Acclimatization Garden In Paris

Acclimatization Garden In Paris
Acclimatization Garden In Paris

Video: Acclimatization Garden In Paris

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Video: Париж - ACCLIMATION GARDEN - Jardin d'Acclimatation 2023, February
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Having barely passed the last houses and saw in front of me the outskirts of the Bois de Boulogne, I suddenly came across two very narrow railway tracks, which scattered in different directions. The riddle of the intricate road was solved in a few minutes by itself. After walking a few tens of meters, I saw a sign with the inscription "Little train of the acclimatization garden", and outside the garden gate there was a shed with the sign "Acclimatization garden station", under which the open cars of a real miniature railway were hidden. This train is familiar to many generations of Parisians, as it has been carrying passengers on this route since 1879. This was followed by a warning: “Train movement is a priority! Drivers and passengers, be careful!"

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In late autumn, the railway stops working, so I found the rails strewn with autumn leaves. At the entrance to the garden I was greeted by a whole line of busts of Napoleon III of inconceivably bright colors.

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To create this garden, Napoleon III allocated 20 hectares of the Bois de Boulogne. The emperor wanted to create a landscape park on the model of the English Hyde Park, which he liked, making it the center of entertainment for the townspeople and at the same time relieving the Paris zoo, which was in dire need of new squares. The development of the project was entrusted to a brilliant ensemble of architects: engineer J.-Ch. Alfan, landscape designer J.P. Bari-Deschamps and the architect G. Davue under the leadership of the prefect of the Seine, Baron Haussmann, famous for his transformation of Paris. The Acclimatization Garden was opened on October 6, 1860, becoming the first amusement park in Europe.

The acclimatization garden in the 19th century
The acclimatization garden in the 19th century

The acclimatization garden in the 19th century

Plan of the Zoological Garden of Acclimatization in 1862
Plan of the Zoological Garden of Acclimatization in 1862

Plan of the Zoological Garden of Acclimatization in 1862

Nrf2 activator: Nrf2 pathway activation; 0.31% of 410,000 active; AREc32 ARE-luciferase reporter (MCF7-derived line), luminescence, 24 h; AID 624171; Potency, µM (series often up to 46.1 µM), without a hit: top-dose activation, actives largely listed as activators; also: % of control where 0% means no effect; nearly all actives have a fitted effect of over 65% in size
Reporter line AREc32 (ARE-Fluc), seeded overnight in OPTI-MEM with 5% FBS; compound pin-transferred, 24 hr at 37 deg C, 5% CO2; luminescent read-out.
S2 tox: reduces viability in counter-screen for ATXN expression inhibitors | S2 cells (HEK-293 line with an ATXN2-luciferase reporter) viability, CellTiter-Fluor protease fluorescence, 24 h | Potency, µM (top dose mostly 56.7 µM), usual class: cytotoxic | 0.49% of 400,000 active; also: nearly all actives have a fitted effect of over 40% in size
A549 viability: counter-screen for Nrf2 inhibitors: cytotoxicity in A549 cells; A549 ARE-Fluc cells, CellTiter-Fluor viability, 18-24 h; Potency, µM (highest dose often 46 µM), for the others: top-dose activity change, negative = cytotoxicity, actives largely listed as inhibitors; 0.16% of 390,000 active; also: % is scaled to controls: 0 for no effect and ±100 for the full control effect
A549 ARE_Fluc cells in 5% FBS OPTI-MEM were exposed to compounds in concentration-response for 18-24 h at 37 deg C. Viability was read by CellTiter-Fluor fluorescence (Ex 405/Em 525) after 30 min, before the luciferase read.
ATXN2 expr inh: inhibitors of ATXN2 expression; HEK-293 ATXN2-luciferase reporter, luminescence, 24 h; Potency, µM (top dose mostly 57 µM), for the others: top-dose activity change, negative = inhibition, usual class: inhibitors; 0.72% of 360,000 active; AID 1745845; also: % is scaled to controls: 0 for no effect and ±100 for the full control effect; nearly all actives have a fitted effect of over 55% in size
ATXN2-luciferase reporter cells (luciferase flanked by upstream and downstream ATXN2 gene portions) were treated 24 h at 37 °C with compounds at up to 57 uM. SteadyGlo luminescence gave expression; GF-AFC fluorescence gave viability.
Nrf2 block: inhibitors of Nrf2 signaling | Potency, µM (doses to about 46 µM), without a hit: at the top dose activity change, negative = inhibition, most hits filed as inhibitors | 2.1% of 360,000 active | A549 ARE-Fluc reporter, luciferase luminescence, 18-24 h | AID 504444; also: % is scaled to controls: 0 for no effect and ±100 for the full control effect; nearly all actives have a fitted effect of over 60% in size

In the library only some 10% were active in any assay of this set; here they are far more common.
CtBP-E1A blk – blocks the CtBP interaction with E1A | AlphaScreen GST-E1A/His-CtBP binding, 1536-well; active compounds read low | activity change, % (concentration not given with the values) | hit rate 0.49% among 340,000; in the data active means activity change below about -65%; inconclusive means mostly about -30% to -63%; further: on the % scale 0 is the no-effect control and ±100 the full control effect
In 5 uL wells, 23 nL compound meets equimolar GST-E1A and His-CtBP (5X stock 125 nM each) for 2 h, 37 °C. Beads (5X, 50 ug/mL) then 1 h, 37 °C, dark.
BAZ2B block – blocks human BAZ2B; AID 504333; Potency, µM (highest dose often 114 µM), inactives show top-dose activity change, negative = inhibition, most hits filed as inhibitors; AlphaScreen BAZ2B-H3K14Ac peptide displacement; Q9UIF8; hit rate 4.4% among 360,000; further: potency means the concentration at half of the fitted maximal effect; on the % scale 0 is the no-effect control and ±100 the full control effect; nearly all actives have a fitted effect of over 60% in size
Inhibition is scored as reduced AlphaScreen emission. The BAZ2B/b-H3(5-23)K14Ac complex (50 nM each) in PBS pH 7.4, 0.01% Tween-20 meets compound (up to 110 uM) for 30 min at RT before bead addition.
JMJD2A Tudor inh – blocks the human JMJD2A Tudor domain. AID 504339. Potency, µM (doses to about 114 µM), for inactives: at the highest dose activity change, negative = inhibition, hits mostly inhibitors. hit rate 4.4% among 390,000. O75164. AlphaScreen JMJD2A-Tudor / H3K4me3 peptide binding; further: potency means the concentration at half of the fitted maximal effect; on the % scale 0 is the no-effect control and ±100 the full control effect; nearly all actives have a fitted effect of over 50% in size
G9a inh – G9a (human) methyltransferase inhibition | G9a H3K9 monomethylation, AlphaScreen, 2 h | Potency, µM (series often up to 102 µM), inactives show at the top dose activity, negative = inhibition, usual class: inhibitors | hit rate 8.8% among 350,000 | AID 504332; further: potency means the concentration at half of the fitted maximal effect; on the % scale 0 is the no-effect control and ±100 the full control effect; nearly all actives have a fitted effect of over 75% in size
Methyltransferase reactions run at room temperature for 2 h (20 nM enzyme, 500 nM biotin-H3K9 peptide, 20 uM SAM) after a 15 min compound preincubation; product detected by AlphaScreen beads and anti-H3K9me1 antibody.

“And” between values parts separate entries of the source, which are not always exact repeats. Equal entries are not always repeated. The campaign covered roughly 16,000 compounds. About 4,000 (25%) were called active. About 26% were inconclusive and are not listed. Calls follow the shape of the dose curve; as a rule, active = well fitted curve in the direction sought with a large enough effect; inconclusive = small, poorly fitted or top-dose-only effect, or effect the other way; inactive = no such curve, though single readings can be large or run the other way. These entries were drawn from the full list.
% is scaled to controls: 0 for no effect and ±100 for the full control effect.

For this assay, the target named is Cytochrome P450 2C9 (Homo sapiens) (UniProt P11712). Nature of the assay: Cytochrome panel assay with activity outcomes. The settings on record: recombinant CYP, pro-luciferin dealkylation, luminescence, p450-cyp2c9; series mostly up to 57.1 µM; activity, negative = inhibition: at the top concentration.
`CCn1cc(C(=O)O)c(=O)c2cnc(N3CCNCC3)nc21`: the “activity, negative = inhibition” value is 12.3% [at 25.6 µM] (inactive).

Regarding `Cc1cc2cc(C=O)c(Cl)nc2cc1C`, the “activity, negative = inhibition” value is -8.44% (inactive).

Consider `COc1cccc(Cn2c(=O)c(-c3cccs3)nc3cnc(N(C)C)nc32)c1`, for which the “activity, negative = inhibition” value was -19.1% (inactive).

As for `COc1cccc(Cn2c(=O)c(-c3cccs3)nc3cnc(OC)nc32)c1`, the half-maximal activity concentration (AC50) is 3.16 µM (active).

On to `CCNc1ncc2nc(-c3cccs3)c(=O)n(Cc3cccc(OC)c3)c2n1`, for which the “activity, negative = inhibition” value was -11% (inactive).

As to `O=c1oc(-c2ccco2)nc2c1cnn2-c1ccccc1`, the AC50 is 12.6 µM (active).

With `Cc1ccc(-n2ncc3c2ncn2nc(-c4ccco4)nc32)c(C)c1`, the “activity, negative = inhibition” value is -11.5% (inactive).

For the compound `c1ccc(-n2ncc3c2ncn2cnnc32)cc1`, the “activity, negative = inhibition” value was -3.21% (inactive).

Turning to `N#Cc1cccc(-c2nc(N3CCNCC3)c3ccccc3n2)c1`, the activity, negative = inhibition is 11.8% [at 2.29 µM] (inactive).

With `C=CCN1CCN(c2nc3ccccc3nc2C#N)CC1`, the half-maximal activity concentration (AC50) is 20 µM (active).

The director was appointed the son of a zoologist, familiar to us from biology textbooks - Isidore Geoffroy de Saint-Hilaire, who inherited from his father a passion for systematization. He aspired to create an Animal Acclimatization Garden, which would allow to distribute, adapt and tame various species of animals, as well as to acquaint visitors with the stages of development of the culture of individual peoples, while drawing parallels with the development of flora and fauna of the region.

If you come to Paris with children and are solving the problem of where to go with your child so that he does not get bored, then you have the opportunity to have fun, beautiful and useful time in the Parisian Garden of Acclimatization. One has only to take the metro and get to Les Sablons station (line 1) and walk 150 m down the quiet La rue d'Orleans street to the Bois de Boulogne and the entrance to the Garden.

At the entrance to our left, there are two playgrounds for outdoor games - one for toddlers, the other for children over 10 years old. To the right of the entrance is a small, almost toy train station, past the tracks of which we recently passed. Arriving at the park at the end of October, we found the entire train at the park station, and the brave peacock chicks, led by their mother, bravely overcame the narrow-gauge rails.

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Opposite the station is the Kizo House, an authentic wooden Japanese house from 1863 from the province of Nagano. It was donated to the Acclimatization Garden by Japan as an example of traditional Japanese dwelling. The house was carefully dismantled, transported and assembled in the park.

House of Kizo
House of Kizo

House of Kizo

The tiles are pressed with long slats and rather large boulders every meter and a half. From this, the roof resembles a rock garden. The house is raised 30-40 cm from the ground on support beams, which rest on boulders firmly dug into the ground, so from a distance it looks like the house stands like a caterpillar on many thin legs in stone slippers.

House of Kizo
House of Kizo

House of Kizo

House of Kizo
House of Kizo

House of Kizo

Behind the glass partitions, you can see the interior furnishings typical of a Japanese home. A mirror fixed in the back of the yard gives the impression that the house is inhabited. Walking around the house and looking into the glazed windows and openings of doors and aisles, you can get an idea of ​​the setting of a traditional Japanese house of the 19th century, household items, and tools. Attention is drawn to objects unusual for Europeans: devices for writing and drawing on long scrolls, a hearth buried in the floor in the middle of the room with a cauldron and a kettle, and a complete lack of heating. For heating, the Japanese used a low table, which was placed over the coals of the hearth and covered with a blanket. Keeping warm, the whole family gathered literally under one blanket near the table, thrusting their feet under it.

A tiny Japanese garden near the house also helps to create a corner of national culture. Conciseness, grace and attention to detail: a little grain and a bright decorative spot of the palm-shaped maple. In front of the house there is a hedge of berry yew bushes, the intervals of which are covered with tinted wood chips. It serves as the border between Japanese history and modernity.